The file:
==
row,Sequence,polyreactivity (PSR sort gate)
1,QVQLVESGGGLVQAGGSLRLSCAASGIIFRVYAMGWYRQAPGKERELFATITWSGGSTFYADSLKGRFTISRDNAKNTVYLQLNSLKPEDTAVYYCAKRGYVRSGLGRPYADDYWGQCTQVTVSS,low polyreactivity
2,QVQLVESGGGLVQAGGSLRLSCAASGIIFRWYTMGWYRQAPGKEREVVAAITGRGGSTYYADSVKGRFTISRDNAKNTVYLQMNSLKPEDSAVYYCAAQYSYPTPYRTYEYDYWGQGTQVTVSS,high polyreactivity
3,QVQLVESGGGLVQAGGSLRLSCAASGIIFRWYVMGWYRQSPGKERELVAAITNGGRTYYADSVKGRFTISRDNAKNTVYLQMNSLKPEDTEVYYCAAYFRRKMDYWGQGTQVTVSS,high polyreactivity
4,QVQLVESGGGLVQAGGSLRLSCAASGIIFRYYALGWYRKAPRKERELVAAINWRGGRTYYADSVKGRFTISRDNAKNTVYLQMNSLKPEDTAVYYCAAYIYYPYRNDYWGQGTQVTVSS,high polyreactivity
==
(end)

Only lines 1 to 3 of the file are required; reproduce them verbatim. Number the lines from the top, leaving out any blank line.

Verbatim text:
row,Sequence,polyreactivity (PSR sort gate)
1,QVQLVESGGGLVQAGGSLRLSCAASGIIFRVYAMGWYRQAPGKERELFATITWSGGSTFYADSLKGRFTISRDNAKNTVYLQLNSLKPEDTAVYYCAKRGYVRSGLGRPYADDYWGQCTQVTVSS,low polyreactivity
2,QVQLVESGGGLVQAGGSLRLSCAASGIIFRWYTMGWYRQAPGKEREVVAAITGRGGSTYYADSVKGRFTISRDNAKNTVYLQMNSLKPEDSAVYYCAAQYSYPTPYRTYEYDYWGQGTQVTVSS,high polyreactivity